The New Zealand topsail schooner Shepherdess sails in Cook Strait about 1870.
Ahoy there! Sea shanties, work songs sung on board sailing ships, were a feature of seafaring life in the 19th century. Although most shanties were of British or American origin, some had a distinctly New Zealand flavour.
Sea shanties were work songs or chants sung by the crew of sailing ships to help co-ordinate their efforts as they hauled on the halyards or tramped around the capstan to raise the anchor. In the 19th century shanties were commonly heard aboard vessels sailing to and from New Zealand and around the coast. Although most well-known shanties, such as ‘Rolling home’, ‘Drunken sailor’, ‘Homeward bound’, ‘Shenandoah’, ‘The Rio Grande’ and ‘Maggie May’, were British or American in origin, their words were frequently adapted to include local places, people and stories.
In the early 20th century the historian James Cowan collected several shanties with a New Zealand flavour, including ‘I’ve traded with the Maoris’, which was an adaptation of the British capstan shanty ‘The sailor’s way’:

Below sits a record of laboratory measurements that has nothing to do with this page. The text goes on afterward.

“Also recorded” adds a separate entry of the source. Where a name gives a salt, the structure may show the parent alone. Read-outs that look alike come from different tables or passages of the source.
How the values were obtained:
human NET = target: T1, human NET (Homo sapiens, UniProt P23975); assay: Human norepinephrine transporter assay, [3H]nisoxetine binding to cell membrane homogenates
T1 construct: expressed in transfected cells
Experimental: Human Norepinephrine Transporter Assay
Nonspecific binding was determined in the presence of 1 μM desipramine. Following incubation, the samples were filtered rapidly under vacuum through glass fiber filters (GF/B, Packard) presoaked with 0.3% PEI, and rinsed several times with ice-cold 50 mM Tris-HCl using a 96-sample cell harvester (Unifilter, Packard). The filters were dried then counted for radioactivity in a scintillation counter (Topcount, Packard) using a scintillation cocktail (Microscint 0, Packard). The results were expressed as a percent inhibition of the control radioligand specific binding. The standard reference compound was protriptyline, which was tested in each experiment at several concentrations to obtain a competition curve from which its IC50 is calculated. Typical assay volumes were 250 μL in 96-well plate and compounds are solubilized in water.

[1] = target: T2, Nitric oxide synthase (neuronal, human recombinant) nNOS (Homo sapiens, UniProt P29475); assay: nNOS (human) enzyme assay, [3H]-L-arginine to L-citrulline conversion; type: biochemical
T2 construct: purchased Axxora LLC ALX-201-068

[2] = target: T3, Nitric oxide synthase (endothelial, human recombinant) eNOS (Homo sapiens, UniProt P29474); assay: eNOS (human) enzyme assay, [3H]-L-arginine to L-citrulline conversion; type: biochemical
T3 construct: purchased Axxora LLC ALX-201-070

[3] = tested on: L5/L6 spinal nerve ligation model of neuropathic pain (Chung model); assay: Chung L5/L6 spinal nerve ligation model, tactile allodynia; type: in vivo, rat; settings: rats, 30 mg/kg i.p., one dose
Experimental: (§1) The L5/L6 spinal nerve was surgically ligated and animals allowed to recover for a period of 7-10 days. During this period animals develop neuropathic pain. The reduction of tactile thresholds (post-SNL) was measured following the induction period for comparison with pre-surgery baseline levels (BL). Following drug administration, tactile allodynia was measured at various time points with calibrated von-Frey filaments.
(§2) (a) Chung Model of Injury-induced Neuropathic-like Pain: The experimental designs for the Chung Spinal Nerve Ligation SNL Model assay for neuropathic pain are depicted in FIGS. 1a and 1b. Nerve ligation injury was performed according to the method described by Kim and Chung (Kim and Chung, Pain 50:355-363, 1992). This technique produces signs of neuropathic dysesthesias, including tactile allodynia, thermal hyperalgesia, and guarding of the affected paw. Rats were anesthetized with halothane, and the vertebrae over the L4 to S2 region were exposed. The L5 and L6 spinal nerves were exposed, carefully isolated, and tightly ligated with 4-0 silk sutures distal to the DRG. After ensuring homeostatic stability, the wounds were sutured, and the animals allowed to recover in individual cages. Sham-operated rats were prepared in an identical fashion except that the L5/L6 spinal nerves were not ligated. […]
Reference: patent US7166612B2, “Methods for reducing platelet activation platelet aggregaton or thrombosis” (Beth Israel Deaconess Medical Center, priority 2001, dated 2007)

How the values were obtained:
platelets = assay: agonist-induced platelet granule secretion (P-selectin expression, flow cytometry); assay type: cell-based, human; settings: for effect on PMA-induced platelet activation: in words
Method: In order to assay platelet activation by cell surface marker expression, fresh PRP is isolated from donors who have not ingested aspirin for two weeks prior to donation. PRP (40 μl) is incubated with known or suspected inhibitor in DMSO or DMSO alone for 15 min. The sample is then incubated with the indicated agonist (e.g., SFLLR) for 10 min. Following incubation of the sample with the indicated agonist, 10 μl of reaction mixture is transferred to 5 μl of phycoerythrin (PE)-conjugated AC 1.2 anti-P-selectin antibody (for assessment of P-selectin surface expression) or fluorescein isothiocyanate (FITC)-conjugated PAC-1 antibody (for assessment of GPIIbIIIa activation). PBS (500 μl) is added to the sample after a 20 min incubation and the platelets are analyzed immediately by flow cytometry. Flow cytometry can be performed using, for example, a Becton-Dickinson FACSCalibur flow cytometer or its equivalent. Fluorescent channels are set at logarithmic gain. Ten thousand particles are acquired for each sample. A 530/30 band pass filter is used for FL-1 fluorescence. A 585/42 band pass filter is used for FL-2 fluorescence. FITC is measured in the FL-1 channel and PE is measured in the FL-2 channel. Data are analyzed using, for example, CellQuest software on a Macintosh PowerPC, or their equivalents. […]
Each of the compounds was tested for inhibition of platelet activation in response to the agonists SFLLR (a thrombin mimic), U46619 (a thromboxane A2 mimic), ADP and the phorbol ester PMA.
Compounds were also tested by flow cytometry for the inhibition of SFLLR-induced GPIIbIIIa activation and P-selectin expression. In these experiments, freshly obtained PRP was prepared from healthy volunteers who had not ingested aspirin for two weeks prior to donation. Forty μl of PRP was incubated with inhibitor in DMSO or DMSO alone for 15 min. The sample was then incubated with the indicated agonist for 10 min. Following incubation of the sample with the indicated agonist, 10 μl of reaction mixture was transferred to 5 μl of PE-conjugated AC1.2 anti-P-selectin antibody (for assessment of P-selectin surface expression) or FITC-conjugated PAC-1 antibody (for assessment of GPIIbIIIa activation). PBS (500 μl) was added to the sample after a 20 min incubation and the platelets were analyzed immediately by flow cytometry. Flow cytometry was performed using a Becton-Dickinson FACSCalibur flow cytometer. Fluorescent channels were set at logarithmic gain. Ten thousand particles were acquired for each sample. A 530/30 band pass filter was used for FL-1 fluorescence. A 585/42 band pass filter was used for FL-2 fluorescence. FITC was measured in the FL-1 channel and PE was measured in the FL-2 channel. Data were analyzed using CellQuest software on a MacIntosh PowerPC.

I’ve traded with the Maoris
Brazilians and Chinese
I’ve courted half-caste beauties
Beneath the kauri trees;
I’ve travelled along, with a laugh and a song,
In the land where they call you mate
Around the Horn and home again,
For that is the sailor’s fate.
Across the Line, the Gulf Stream,
I’ve been to Table Bay,
Around the Horn and home again
For that is the sailor’s way.
Cowan also heard a local version of the popular halyard shanty ‘A long time ago’ (or ‘A hundred years ago’), which begins with the following verse:
Oh, I wish I was in Auckland town,
Away oh, aye oh!
Where all the girls walked up and down
A long time ago!